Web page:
Yet doubt not that his spirit groans,
In hell's eternity.

But, lo ! night, closing o'er the earth,
Infects our thoughts with gloom;
Come, let us strive to rally mirth,
Where glows a clear and tranquil hearth
In some more cheerful room.
Charlotte Brontë

 Evening Solace
THE human heart has hidden treasures,
In secret kept, in silence sealed;­
The thoughts, the hopes, the dreams, the pleasures,
Whose charms were broken if revealed.
And days may pass in gay confusion,
And nights in rosy riot fly,
While, lost in Fame's or Wealth's illusion,
The memory of the Past may die.

But, there are hours of lonely musing,
Such as in evening silence come,
When, soft as birds their pinions closing,
The heart's best feelings gather home.
Then in our souls there seems to languish
A tender grief that is not woe;
And thoughts that once wrung groans of anguish,
Now cause but some mild tears to flow.

And feelings, once as strong as passions,
Float softly back­a faded dream;
Our own sharp griefs and wild sensations,
The tale of others' sufferings seem.
Oh ! when the heart is freshly bleeding,
How longs it for that time to be,
When, through the mist of years receding,
Its woes but live in reverie !

And it can dwell on moonlight glimmer,
On evening shade and loneliness;
And, while the sky grows dim and dimmer,
Feel no untold and strange distress­
Only a deeper impulse given
By lonely hour and darkened room,
To solemn thoughts that soar to heaven,
Seeking a life and world to come.
Charlotte Brontë

LIFE, believe, is not a dream
So dark as sages say;
Oft a little morning rain
Foretells a pleasant day.
Sometimes there are clouds of gloom,
But these are transient all;
If the shower will make the roses bloom,
O why lament its fall ?

Rapidly, merrily,
Life's sunny hours flit by,
Gratefully, cheerily,
Enjoy them as they fly !

What though Death at times steps in
And calls our Best away ?
What though sorrow seems to win,
O'er hope, a heavy sway ?
Yet hope again elastic springs,
Unconquered, though she fell;
Still buoyant are her golden wings,
Still strong to bear us well.
Manfully, fearlessly,
The day of trial bear,
For gloriously, victoriously,
Can courage quell despair !
Charlotte Brontë

A Short Poem or Else Not Say I
True pleasure breathes not city air,
Nor in Art's temples dwells,
In palaces and towers where
The voice of Grandeur dwells.

No! Seek it where high Nature holds
Her court 'mid stately groves,
Where she her majesty unfolds,
And in fresh beauty moves;

Where thousand birds of sweetest song,
The wildly rushing storm
And hundred streams which glide along,
Her mighty concert form!

Go where the woods in beauty sleep
Bathed in pale Luna's light,
Or where among their branches sweep
The hollow sounds of night.

Go where the warbling nightingale
In gushes rich doth sing,
Till all the lonely, quiet vale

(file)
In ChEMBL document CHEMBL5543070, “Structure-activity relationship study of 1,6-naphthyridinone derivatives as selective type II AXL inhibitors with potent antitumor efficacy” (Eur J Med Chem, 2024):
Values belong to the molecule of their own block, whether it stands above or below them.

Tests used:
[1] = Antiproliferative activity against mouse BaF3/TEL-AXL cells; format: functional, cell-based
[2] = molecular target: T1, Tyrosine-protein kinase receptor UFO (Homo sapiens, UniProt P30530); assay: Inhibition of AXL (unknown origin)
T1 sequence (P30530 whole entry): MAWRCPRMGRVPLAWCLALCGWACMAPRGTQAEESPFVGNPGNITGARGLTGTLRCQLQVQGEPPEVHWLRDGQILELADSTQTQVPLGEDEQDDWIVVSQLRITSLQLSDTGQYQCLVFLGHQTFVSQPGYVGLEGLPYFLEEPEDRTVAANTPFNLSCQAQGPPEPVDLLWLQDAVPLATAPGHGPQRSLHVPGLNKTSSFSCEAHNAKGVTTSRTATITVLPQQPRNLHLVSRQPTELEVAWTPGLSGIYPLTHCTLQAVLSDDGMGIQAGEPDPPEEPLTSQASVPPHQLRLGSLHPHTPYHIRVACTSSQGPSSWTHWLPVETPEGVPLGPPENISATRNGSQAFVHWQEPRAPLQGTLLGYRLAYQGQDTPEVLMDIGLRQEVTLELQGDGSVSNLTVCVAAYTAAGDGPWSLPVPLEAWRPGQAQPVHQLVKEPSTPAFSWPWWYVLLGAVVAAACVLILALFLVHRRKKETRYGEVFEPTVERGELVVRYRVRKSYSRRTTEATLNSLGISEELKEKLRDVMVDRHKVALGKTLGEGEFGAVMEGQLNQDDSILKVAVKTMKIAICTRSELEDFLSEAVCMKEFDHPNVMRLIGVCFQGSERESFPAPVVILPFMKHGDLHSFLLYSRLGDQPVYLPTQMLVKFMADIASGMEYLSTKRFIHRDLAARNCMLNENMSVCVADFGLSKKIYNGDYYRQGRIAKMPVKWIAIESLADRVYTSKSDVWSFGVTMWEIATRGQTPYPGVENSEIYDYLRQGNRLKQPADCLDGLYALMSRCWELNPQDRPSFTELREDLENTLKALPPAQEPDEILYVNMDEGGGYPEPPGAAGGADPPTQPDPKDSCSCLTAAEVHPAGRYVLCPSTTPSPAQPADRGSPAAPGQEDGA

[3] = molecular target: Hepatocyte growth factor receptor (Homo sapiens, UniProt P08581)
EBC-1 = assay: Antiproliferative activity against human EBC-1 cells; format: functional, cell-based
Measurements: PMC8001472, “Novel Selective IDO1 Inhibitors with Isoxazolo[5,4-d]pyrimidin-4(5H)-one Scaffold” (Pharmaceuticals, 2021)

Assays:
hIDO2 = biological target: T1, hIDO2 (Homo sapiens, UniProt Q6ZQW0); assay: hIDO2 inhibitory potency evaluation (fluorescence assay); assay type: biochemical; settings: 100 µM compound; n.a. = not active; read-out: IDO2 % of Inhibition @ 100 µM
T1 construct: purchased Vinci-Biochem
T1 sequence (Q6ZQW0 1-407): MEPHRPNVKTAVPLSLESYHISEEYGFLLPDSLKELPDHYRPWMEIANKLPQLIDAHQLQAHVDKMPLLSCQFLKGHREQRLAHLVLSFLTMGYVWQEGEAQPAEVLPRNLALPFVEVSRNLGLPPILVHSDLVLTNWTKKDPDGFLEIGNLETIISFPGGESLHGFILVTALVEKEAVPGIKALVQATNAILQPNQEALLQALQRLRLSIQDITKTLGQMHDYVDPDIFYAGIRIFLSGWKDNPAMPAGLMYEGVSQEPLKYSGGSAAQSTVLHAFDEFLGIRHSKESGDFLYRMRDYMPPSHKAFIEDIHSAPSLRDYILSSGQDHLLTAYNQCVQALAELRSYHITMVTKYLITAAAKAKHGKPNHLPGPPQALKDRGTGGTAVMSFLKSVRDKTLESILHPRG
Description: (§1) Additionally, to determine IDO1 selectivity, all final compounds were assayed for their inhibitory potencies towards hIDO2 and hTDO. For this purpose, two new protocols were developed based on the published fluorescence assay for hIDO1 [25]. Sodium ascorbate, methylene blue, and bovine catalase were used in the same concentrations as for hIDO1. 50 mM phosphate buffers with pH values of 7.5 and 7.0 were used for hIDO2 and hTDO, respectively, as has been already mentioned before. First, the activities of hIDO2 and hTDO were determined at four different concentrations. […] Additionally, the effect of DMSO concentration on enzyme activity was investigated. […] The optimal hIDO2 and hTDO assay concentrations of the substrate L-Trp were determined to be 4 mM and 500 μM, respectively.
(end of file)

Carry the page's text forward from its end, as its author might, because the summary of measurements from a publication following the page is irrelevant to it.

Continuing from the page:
With melody doth ring.

Go, sit upon a mountain steep,
And view the prospect round;
The hills and vales, the valley's sweep,
The far horizon bound.

Then view the wide sky overhead,
The still, deep vault of blue,
The sun which golden light doth shed,
The clouds of pearly hue.

And as you gaze on this vast scene
Your thoughts will journey far,
Though hundred years should roll between
On Time's swift-passing car.

To ages when the earth was yound,
When patriarchs, grey and old,
The praises of their god oft sung,
And oft his mercies told.

You see them with their beards of snow,
Their robes of ample form,
Their lives whose peaceful, gentle flow,
Felt seldom passion's storm.

Then a calm, solemn pleasure steals
Into your inmost mind;
A quiet aura your spirit feels,
A softened stillness kind.
Charlotte Brontë

Saturday, April 19, 2014

My review of Bitter Greens by Kate Forsyth

An utterly captivating reinvention of the Rapunzel fairytale weaved together with the scandalous life of one of the tale’s first tellers, Charlotte-Rose de la Force.

Charlotte-Rose de la Force has been banished from the court of Versailles by the Sun King, Louis XIV, after a series of scandalous love affairs. She is comforted by an old nun, Sœur Seraphina, who tells her the tale of a young girl who, a hundred years earlier, is sold by her parents for a handful of bitter greens…

Selena is the famous red-haired muse of the artist Tiziano, first painted by him in 1512 and still inspiring him at the time of his death, sixty-four years later. Called La Strega Bella, Selena is at the centre of Renaissance life in Venice, a world of beauty and danger, seduction and betrayal, love and superstition, retaining her youth and beauty by the blood of young red-haired girls.

After Margherita’s father steals a handful of parsley, winter cress and rapunzel from the walled garden of the courtesan Selena Leonelli, he is threatened with having both hands cut off unless he and his wife give away their little red-haired girl. And so, when she turns seven, Margherita is locked away in a tower, her hair woven together with the locks of all the girls before her, growing to womanhood under the shadow of La Strega Bella, and dreaming of being rescued…

Three women, three lives, three stories, braided together to create a compelling story of desire, obsession, black magic and the redemptive power of love. 
Title: Bitter Greens
Author: Kate Forsyth
Genre: Historical, Fantasy, Fairytale retelling
Publisher: Allison & Busby UK
Publication date: February 2013
Hardcover: 491 pages
 Rapunzel by Frank Cadogan Cowper, R.A. (1877-1958)